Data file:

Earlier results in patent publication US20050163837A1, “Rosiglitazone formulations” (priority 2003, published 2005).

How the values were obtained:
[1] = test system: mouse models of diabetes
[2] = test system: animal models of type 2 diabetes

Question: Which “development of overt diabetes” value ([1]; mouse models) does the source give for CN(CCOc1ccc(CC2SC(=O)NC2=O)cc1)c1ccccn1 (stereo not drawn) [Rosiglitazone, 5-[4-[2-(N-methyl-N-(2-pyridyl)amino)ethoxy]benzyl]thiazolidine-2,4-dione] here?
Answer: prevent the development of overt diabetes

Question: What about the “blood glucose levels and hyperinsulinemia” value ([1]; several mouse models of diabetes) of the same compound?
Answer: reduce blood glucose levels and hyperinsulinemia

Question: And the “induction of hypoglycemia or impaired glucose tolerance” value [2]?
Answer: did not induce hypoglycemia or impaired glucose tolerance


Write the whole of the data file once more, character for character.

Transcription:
Earlier results in patent publication US20050163837A1, “Rosiglitazone formulations” (priority 2003, published 2005).

How the values were obtained:
[1] = test system: mouse models of diabetes
[2] = test system: animal models of type 2 diabetes

Question: Which “development of overt diabetes” value ([1]; mouse models) does the source give for CN(CCOc1ccc(CC2SC(=O)NC2=O)cc1)c1ccccn1 (stereo not drawn) [Rosiglitazone, 5-[4-[2-(N-methyl-N-(2-pyridyl)amino)ethoxy]benzyl]thiazolidine-2,4-dione] here?
Answer: prevent the development of overt diabetes

Question: What about the “blood glucose levels and hyperinsulinemia” value ([1]; several mouse models of diabetes) of the same compound?
Answer: reduce blood glucose levels and hyperinsulinemia

Question: And the “induction of hypoglycemia or impaired glucose tolerance” value [2]?
Answer: did not induce hypoglycemia or impaired glucose tolerance